The National Multi Housing Council (NMHC) and National Apartment Association (NAA) have testified before key Congressional subcommittee of the House Financial Services Committee, stating that failure by the U.S. Department of Housing & Urban Development (HUD) to keep pace with the volume of multifamily mortgage applications is exacerbating the nation's shortage of workforce housing, jeopardizing the thousands of jobs created by new apartment construction and reducing the new revenues the program could be generating for the federal government.
Peter Evans, delivering testimony on behalf of NMHC/NAA, told lawmakers that demand for apartment financing from the Federal Housing Administration (FHA) has increased more than five-fold, with applications increasing from $2 billion annually to $10 billion. Peter Evans is a partner at Chicago-based Moran and Company.
FHA has been unable to keep up with this demand, however. Loan processing times can now exceed 18-24 months, and borrowers often have no idea where in the pipelines their applications are. The consequences of this backlog, as viewed by the NMHC and NAA, are magnified by the fact that private capital markets still have not recovered, leaving apartment firms with few alternatives. The result is a dramatic reduction in new apartment construction at a time when the nation's demand for affordable rental housing is growing faster than in recent decades.
"In 2010, new apartment construction set a post-1963 low at just 97,000 new starts," said Evans. "We need to build 300,000 units a year to meet demand, yet we'll start fewer than half that many this year."
In his testimony, Evans offered numerous suggestions to streamline FHA processing that would still protect the safety and soundness of FHA's multifamily portfolio. Among other things, FHA should instruct field offices to more consistently follow its multifamily accelerated processing guide to expedite transactions.
Instead of requiring all loans over $15 million to be processed by a national review committee, it should impose this additional threshold only on loans that exceed the program's terms and requirements. FHA should also create a special underwriting team for large, atypical loans to expedite processing of more standard transactions. Evans also recognized HUD's efforts to work with stakeholders to address its backlog and other administrative issues, but reiterated that HUD needs more resources to accommodate the increased volume in the FHA multifamily programs.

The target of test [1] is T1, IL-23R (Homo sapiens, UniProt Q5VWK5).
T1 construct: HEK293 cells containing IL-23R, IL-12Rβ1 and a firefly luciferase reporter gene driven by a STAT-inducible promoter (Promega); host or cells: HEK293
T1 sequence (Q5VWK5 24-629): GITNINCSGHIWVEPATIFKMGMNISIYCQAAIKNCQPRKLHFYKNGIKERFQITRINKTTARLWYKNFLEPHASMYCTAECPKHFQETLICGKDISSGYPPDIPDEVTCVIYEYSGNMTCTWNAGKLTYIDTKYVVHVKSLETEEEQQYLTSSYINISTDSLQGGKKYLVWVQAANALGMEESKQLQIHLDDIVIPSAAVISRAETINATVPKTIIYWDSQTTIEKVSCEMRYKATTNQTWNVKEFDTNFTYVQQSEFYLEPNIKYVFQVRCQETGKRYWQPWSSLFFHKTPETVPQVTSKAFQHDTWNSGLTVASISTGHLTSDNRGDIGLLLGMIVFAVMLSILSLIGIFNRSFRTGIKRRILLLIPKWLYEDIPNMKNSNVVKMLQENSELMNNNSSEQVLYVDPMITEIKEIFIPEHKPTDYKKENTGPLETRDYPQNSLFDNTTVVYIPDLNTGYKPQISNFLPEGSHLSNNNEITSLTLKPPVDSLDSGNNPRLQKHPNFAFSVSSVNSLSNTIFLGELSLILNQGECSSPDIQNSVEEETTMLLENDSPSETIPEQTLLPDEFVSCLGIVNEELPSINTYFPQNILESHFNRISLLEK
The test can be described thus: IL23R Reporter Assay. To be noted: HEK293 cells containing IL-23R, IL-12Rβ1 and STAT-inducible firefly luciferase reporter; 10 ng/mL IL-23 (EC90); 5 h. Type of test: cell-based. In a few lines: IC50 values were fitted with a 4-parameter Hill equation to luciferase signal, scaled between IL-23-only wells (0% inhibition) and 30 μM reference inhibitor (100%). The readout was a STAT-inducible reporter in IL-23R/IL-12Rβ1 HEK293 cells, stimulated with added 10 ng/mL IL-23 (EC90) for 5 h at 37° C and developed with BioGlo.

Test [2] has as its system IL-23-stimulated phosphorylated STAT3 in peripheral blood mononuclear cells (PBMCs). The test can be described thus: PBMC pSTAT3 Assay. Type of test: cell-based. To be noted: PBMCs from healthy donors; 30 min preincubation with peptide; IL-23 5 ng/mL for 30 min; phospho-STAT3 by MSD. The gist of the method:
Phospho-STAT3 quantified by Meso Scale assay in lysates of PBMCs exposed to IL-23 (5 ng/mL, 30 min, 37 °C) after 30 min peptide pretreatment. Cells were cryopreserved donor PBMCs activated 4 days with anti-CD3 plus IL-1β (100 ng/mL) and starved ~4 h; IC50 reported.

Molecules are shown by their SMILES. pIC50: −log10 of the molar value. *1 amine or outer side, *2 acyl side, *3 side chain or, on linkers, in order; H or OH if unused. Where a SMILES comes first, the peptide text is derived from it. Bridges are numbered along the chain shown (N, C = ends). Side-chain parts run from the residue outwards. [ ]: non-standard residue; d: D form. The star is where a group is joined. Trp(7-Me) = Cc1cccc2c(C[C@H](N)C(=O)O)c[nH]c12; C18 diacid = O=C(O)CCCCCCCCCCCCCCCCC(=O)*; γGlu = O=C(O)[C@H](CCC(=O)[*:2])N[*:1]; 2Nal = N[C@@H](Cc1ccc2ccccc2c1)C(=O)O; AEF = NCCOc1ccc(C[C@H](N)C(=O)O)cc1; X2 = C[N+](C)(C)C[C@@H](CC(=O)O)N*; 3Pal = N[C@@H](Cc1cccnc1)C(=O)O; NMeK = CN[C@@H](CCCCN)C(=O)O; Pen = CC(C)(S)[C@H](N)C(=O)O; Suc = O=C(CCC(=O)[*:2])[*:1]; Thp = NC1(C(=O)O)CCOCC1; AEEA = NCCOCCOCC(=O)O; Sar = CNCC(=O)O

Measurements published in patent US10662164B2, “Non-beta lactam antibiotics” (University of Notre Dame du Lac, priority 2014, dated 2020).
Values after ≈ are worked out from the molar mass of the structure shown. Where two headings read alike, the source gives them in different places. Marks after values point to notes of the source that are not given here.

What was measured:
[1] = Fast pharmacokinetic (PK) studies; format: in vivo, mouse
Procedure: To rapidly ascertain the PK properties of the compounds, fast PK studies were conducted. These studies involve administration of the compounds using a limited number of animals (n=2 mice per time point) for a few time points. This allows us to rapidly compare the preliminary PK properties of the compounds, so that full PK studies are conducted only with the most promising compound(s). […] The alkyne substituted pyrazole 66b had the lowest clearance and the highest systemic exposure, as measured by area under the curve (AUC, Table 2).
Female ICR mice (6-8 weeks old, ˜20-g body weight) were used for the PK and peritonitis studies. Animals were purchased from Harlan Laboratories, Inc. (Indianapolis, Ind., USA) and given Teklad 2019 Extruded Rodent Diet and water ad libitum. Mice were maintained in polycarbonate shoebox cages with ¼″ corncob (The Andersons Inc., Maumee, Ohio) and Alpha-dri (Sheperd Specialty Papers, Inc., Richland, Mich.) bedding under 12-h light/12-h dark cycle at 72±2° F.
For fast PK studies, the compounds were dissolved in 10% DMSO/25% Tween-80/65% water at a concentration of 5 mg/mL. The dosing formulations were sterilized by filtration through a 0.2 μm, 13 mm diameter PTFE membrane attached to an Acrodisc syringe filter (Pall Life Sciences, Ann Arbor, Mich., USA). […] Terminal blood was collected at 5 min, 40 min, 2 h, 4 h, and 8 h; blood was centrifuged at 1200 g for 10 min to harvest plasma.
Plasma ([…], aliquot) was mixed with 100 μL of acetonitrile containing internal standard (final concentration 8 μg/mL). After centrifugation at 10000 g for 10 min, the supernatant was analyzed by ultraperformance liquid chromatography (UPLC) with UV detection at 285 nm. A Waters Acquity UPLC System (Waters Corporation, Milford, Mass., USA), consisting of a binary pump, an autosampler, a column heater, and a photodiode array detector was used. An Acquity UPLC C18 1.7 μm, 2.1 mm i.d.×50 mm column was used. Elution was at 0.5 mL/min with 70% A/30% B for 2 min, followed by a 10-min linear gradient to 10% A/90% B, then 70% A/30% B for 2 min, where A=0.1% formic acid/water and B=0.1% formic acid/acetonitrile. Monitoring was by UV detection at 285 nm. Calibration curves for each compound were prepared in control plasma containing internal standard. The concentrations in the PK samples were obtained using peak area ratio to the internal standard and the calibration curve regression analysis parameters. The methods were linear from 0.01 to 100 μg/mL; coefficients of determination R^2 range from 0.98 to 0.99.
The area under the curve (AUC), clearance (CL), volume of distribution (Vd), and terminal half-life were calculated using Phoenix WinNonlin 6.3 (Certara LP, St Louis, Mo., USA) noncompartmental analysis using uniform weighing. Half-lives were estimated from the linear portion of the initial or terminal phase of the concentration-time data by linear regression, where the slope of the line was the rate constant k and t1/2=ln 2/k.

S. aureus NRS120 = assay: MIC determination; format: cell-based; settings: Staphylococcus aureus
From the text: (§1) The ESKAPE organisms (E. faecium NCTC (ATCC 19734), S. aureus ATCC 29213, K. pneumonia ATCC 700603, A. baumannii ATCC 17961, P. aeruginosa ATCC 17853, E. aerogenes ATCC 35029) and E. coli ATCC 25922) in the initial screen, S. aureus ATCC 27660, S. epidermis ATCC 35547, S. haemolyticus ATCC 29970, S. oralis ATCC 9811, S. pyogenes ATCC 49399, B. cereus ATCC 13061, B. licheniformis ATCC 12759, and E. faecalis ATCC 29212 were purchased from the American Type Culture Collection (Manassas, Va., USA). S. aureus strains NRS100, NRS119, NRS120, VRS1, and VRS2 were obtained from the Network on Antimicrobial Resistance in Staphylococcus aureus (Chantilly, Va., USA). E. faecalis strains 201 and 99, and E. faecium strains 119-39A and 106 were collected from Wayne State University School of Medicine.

Evans took the opportunity to address suggestions that FHA replace or take over Fannie Mae and Freddie Mac's multifamily programs. He expressed the industry's strong opposition to such proposals, noting that FHA is woefully unprepared to assume a larger role. In addition, FHA serves a specific niche within the market and is simply not capable of providing the full range of unique and complex loans required by the apartment sector.
NMHC/NAA's written testimony is available at www.nmhc.org/goto/6118.
The National Multi Housing Council (NMHC) and National Apartment Association (NAA) operate a Joint Legislative Program and represent the nation's leading firms participating in the multifamily rental housing industry. NMHC/NAA's combined memberships are engaged in all aspects of the development and operation of apartment communities, including ownership, construction, finance and management. One-third of Americans rent their housing, and over 14 percent of all U.S. households live in an apartment home. For more information, contact NMHC at 202/974-2300, e-mail the Council at firstname.lastname@example.org or visit NMHC's web site at www.nmhc.org.
Read more: Backlog of Multifamily Mortgage Applications at HUD Creating Economic Consequences